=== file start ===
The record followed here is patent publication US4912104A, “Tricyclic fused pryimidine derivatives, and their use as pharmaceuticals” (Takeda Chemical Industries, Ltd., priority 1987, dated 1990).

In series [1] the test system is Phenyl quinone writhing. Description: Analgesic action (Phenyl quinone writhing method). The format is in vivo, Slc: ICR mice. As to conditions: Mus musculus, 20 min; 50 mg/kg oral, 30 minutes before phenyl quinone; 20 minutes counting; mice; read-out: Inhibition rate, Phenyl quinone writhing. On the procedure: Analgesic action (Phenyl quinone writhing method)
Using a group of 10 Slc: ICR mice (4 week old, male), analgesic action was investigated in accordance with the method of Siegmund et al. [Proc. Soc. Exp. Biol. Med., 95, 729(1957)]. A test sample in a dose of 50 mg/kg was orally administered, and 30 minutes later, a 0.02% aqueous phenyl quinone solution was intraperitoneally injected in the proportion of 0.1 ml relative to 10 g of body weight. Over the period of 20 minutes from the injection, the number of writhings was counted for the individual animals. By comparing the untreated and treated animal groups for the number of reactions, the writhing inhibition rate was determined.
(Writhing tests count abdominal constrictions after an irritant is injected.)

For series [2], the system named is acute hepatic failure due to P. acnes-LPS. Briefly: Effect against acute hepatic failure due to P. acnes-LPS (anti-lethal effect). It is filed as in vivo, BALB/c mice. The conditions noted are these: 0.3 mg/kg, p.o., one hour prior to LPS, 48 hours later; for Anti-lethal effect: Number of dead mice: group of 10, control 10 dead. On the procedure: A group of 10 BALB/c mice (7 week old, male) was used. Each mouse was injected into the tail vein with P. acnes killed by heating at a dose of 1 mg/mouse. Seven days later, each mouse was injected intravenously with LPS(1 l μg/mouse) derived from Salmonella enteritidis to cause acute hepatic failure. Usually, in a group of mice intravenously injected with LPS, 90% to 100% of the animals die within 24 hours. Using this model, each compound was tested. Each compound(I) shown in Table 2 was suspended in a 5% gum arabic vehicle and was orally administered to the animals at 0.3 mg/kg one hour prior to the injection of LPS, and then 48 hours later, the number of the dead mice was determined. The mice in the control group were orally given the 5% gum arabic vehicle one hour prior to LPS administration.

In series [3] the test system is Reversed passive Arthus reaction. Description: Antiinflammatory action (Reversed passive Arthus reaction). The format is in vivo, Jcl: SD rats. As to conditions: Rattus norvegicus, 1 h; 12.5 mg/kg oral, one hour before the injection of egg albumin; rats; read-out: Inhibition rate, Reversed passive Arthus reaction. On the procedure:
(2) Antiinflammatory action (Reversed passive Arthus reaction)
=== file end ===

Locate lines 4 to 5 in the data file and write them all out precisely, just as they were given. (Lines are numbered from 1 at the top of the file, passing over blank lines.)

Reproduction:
(Writhing tests count abdominal constrictions after an irritant is injected.)

For series [2], the system named is acute hepatic failure due to P. acnes-LPS. Briefly: Effect against acute hepatic failure due to P. acnes-LPS (anti-lethal effect). It is filed as in vivo, BALB/c mice. The conditions noted are these: 0.3 mg/kg, p.o., one hour prior to LPS, 48 hours later; for Anti-lethal effect: Number of dead mice: group of 10, control 10 dead. On the procedure: A group of 10 BALB/c mice (7 week old, male) was used. Each mouse was injected into the tail vein with P. acnes killed by heating at a dose of 1 mg/mouse. Seven days later, each mouse was injected intravenously with LPS(1 l μg/mouse) derived from Salmonella enteritidis to cause acute hepatic failure. Usually, in a group of mice intravenously injected with LPS, 90% to 100% of the animals die within 24 hours. Using this model, each compound was tested. Each compound(I) shown in Table 2 was suspended in a 5% gum arabic vehicle and was orally administered to the animals at 0.3 mg/kg one hour prior to the injection of LPS, and then 48 hours later, the number of the dead mice was determined. The mice in the control group were orally given the 5% gum arabic vehicle one hour prior to LPS administration.